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The Water Babies, Puppet Theatre Barge – Review

A trip to the Puppet Theatre Barge is an event in itself: you should go, not just for the show, but for the whole experience. It’s difficult to think of any theatre outing where the walk to it can be as scenic as it is heading to Little Venice, the final stretch of the journey taking you along the canal footpath, watching ducks and swans passing by. And I’m fairly confident no other London theatre provides directions by boat on its website. Once you arrive it’s all too easy to look at the outside of the Puppet Theatre Barge…

Summary

Rating

Excellent

The Water Babies is a visual delight more for the adults than the younger children, but this unique venue is worth a visit in itself.

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A trip to the Puppet Theatre Barge is an event in itself: you should go, not just for the show, but for the whole experience. It’s difficult to think of any theatre outing where the walk to it can be as scenic as it is heading to Little Venice, the final stretch of the journey taking you along the canal footpath, watching ducks and swans passing by. And I’m fairly confident no other London theatre provides directions by boat on its website.

Once you arrive it’s all too easy to look at the outside of the Puppet Theatre Barge and question how on Earth we can all fit on there? But it’s a very deceptive sight. Once inside and past the box office the reaction is just like all those people who walk into Dr Who’s Tardis: yes, it’s much bigger on the inside than it looks on the outside. Now whilst the Tardis’ inner dimensions are due to some very complicated physics, the Puppet Theatre Barge is more to do with having dispensed with anything unnecessary, using every available inch to install banked seating and the stage. Yet it is still a magical sight to behold, even for the adults amongst us.

Talking of magical, The Water Babies is just that. Performed as part of London International Mime Festival, it is perhaps more for the adults than the children, as the story is not easy to follow and there is a reliance on the beauty of it all, rather than on the fun and japes that may appeal to a younger audience. The show is much like a silent movie, the musical accompaniment sounding so good in the space that you half expect to find there is a real piano being played backstage. The music is soft and soothing as we watch our young star puppet ripped from his childhood to work as a chimney sweep, before finding himself in the water, transformed into one of the water babies. But the story is very much secondary: it is the amazing visual delights that make this work such a treat. You really don’t come to Puppet Theatre Barge for detailed stories after all, you come to see the puppets.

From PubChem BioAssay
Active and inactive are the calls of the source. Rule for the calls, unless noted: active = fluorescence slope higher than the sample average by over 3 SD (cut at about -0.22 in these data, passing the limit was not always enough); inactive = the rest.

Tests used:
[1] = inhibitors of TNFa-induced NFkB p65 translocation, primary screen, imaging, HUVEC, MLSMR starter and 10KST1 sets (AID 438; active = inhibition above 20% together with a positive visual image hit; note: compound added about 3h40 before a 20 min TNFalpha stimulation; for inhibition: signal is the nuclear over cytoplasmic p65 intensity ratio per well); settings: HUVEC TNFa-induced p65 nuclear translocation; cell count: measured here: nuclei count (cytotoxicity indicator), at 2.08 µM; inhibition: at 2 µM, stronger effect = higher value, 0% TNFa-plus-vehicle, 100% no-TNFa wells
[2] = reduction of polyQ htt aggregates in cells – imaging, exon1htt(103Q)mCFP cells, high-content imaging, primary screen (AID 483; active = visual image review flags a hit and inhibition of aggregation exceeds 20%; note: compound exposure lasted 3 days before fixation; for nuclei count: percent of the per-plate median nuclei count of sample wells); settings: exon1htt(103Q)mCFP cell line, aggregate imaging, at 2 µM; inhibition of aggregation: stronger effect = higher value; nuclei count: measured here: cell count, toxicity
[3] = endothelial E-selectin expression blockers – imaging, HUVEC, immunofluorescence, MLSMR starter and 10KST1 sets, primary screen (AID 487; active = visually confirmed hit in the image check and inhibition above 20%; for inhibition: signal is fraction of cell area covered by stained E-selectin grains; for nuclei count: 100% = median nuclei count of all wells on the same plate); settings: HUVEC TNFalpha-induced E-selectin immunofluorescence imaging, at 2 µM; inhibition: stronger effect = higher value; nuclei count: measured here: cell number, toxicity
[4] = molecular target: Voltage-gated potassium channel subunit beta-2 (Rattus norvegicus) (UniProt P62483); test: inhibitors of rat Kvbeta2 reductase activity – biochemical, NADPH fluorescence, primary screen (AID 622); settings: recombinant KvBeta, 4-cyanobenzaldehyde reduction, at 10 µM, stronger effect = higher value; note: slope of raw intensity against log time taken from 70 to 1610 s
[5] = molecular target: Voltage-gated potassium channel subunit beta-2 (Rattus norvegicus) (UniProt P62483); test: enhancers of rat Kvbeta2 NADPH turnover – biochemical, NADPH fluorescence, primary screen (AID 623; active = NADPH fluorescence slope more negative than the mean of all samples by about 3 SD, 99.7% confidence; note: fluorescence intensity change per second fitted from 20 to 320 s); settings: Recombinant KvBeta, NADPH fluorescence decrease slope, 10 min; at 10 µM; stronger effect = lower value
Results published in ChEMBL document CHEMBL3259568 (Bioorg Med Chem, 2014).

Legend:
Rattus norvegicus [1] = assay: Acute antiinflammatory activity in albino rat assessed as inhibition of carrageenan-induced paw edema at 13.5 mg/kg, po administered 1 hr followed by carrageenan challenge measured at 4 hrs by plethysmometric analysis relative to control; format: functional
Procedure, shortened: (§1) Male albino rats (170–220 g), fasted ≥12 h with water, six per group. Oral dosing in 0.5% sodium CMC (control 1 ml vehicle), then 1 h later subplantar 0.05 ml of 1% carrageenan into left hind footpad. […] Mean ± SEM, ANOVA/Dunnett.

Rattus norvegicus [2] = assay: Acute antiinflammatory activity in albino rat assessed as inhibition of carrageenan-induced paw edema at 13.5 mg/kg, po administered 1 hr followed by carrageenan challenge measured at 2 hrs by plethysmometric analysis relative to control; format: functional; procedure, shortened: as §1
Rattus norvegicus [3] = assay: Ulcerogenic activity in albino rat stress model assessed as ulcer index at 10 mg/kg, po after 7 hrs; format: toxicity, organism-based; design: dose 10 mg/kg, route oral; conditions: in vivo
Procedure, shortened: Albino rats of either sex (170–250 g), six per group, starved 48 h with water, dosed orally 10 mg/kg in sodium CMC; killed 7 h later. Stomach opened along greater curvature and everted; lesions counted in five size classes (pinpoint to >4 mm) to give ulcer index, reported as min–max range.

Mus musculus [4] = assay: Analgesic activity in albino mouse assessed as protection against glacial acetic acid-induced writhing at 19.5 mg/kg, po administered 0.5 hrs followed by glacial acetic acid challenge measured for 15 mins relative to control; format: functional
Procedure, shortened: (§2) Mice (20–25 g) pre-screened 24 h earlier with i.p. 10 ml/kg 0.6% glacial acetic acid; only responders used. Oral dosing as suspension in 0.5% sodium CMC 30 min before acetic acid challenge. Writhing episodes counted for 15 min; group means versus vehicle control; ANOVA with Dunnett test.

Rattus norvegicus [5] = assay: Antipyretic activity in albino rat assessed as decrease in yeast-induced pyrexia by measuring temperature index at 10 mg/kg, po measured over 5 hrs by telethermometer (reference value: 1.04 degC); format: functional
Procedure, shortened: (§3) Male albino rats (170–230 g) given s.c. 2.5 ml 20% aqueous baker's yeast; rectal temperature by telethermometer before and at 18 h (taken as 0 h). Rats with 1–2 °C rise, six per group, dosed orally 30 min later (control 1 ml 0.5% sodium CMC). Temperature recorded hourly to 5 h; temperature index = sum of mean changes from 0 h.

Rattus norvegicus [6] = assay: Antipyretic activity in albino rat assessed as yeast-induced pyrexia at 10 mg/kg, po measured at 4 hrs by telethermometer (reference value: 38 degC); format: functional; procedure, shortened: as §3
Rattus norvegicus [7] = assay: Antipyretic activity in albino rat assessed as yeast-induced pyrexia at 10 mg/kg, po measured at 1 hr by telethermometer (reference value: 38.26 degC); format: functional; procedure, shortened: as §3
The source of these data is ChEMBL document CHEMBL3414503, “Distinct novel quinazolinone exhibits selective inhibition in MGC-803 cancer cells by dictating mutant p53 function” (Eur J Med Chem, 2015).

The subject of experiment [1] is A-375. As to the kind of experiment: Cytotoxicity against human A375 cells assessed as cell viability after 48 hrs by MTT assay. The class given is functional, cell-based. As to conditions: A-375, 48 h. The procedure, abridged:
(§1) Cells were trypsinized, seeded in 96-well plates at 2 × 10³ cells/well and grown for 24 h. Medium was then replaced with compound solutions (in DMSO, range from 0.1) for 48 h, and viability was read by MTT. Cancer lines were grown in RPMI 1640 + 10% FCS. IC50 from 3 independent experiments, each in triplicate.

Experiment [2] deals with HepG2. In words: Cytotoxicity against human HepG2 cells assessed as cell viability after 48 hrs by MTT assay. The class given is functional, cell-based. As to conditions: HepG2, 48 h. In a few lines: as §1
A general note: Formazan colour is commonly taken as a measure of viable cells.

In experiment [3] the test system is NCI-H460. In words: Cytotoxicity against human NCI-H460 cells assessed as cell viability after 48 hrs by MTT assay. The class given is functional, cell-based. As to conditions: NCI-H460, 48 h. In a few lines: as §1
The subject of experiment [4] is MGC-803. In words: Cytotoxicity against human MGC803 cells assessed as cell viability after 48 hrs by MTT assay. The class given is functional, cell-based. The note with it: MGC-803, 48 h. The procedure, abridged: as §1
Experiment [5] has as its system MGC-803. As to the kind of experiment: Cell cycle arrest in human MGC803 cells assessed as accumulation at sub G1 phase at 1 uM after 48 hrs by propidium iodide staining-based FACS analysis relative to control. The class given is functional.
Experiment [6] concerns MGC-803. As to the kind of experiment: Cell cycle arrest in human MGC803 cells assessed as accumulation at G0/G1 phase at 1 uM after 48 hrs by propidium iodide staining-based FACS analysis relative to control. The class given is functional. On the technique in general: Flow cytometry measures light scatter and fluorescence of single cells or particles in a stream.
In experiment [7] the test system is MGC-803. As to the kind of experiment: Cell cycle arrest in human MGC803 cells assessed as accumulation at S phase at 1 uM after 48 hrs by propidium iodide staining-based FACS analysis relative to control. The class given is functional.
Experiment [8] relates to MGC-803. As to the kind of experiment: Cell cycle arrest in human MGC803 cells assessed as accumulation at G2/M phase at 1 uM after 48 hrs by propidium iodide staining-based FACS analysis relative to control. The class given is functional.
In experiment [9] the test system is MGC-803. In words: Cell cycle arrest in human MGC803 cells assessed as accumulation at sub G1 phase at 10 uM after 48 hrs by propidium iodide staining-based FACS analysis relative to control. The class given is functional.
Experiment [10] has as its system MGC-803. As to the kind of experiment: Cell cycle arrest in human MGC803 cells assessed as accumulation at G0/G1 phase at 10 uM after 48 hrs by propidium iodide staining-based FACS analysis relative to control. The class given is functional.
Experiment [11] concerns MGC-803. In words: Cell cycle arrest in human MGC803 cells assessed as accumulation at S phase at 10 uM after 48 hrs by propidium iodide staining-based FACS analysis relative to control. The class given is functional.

The whole show from String Theatre is a joy to behold, and it’s amazing to watch the dexterity of the puppeteers controlling their small creations, giving them such personality with just a little tug on a string here and there. The audience heaves an actual sigh of despair as the boy is taken from his dog early on, the sullenness of the dog obvious to us all. Later, as the boy meets new companions in the water, there is genuine wonder as we watch four fish surround him and appear to smile their acceptance.

As well as the marionette puppets, String Theatre make marvellous use of shadow puppetry. So great, in fact, it’s easy to be fooled into thinking it’s a filmed segment of the show as it plays out above the main stage. We are gripped as the boy escapes the house and runs through the woods before falling into the water. This technique creates a quite different atmosphere to the marionettes, the black and white look giving a slightly sinister feel to developments.

Overall, The Water Babies is another delight from this unique theatre, showing that puppets aren’t just for children.

Based on the original novel by: Charles Kingsley
Adapted, directed and produced by:
String Theatre
Booking Link:
https://www.tickettailor.com/events/artofthepuppetltd/330609
Booking until: 23 February 2020

About Rob Warren

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Rob accidently ended up working in social housing as a temporary thing. That was ten years ago and hasn't got around to leaving just yet as it fits nicely in with his political views of the world. Started out writing music reviews. Spent many a happy night propping up bars in the back rooms of London's dodgiest music venues. Whilst he is still looking out for the next great band, Rob eventually got into theatre as you get to sit down rather than stand. Theatre was also kinder on the hearing, which had never recovered fully from the last Primal Scream gig he attended. Like his work, Rob tends to like his plays a little social leaning, which probably explains why he struggles to find people to go with him half the time.